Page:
This November, San Jose residents will make a big decision about the future of the nation’s 10th largest city. The San Jose’s mayor’s race is between two candidates: Santa Clara County Supervisor Cindy Chavez and San Jose City Councilmember Matt Mahan. Whoever becomes mayor will be responsible for big issues like homelessness, affordable housing, policing, and the future of the city’s downtown. Today, we’re sharing a mayoral forum hosted by KQED in partnership with Univision, where Chavez...


A Rise in Catalytic Converter Thefts

Unless you work on cars for a living, you probably weren’t very familiar with catalytic converters until the last few years, when reported thefts of this particular car part started to skyrocket. It’s part of the exhaust system and contains valuable metals. These thefts have set car owners back thousands of dollars, and some people lose access to their car for months while it’s getting fixed. Gov. Gavin Newsom signed two laws last month in an attempt to address the problem, but whether or...


‘Who Are We Here For? Iran!’

After protests erupted in Iran over the death of Mahsa Amini, a 22 year old Kurdish Iranian woman who died in police custody after being arrested for not wearing a proper hijab, the Iranian government responded with police crackdowns and internet blockages. California is home to one of the largest populations of Iranians outside of Iran. And for many, including here in the Bay Area, protesting and sharing on social media is a critical tool for keeping momentum of this moment alive. Guest:...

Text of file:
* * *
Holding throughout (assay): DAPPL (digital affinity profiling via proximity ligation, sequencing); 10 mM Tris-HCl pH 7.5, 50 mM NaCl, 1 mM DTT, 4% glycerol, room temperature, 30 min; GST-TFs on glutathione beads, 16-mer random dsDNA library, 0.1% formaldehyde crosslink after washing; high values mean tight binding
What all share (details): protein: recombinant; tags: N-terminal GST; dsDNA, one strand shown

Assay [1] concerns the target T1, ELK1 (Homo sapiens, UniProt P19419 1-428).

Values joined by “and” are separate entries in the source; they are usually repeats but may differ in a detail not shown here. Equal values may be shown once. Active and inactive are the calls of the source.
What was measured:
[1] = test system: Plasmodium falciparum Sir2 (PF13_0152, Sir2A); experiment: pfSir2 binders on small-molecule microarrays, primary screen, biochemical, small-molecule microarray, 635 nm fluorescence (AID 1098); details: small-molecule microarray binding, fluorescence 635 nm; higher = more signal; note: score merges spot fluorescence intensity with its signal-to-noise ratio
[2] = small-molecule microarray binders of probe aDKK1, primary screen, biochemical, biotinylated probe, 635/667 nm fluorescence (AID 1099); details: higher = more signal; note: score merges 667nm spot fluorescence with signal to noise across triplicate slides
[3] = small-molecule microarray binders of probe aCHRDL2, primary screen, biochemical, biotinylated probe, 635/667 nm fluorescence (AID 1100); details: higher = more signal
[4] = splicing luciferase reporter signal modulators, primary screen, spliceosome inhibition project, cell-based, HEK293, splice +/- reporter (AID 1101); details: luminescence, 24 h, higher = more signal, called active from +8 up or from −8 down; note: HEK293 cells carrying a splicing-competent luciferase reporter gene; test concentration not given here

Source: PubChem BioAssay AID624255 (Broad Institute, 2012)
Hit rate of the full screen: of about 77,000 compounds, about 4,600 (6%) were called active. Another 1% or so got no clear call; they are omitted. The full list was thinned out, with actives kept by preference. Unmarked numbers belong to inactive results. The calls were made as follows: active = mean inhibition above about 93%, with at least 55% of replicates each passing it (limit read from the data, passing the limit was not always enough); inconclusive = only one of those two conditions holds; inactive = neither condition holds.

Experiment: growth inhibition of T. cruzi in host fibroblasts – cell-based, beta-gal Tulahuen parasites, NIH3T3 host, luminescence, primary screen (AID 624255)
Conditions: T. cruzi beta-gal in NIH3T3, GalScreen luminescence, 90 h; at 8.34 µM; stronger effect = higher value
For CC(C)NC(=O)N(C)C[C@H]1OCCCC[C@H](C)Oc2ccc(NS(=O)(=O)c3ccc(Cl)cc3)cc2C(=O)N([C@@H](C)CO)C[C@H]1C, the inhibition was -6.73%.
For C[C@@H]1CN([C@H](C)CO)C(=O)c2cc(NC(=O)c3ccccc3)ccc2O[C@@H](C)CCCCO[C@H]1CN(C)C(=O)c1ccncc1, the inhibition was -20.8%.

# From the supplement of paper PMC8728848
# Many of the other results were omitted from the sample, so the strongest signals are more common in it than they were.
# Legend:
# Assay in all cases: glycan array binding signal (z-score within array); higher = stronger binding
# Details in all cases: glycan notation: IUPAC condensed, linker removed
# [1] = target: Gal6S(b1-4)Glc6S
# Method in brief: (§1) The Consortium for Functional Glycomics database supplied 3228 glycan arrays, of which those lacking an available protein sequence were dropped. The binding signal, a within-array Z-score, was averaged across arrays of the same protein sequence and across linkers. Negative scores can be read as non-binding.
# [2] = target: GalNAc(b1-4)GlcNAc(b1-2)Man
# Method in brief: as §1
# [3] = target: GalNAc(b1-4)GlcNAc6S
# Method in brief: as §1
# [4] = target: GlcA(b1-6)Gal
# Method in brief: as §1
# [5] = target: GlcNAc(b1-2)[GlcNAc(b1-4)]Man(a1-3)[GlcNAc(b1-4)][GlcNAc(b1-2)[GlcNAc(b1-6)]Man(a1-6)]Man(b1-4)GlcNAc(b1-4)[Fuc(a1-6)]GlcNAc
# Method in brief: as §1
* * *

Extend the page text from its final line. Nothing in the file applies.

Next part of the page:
Preventing Gun Violence Through Arts and Culture

Several Bay Area cities, including Oakland, are dealing with increased levels of gun violence. In Oakland, the city has hit triple-digit homicides for the third straight year. This has reversed years of positive progress, which was happening in part because of violence intervention work in communities — work that was disrupted during the pandemic. Communities are trying to do what they can to stop violence before it happens. One important piece of the puzzle? Investing in culture, and in...


Prop. 31: Banning Flavored Tobacco

In 2020, California lawmakers passed SB 793, which banned the retail sale of flavored tobacco products that can be smoked, vaped, or eaten statewide. But shortly after that, tobacco companies worked to put Prop. 31 on the ballot, taking the issue directly to the voters. It asks California voters whether to uphold that 2020 ban, or do away with it. Guest: Lesley McClurg, KQED health correspondent

Prop. 30: Green Infrastructure

We need to spend a lot of money on green infrastructure if we want to lower emissions and adapt to the climate crisis. Supporters of Proposition 30 say this measure would help the state do just that — by raising the state income tax by 1.75% on Californians who make more than $2 million a year. That money would be guaranteed for 3 things: electric car debates, electric car charging, and wildfire suppression. The political coalitions on this one are super confusing: The ‘Yes” side includes...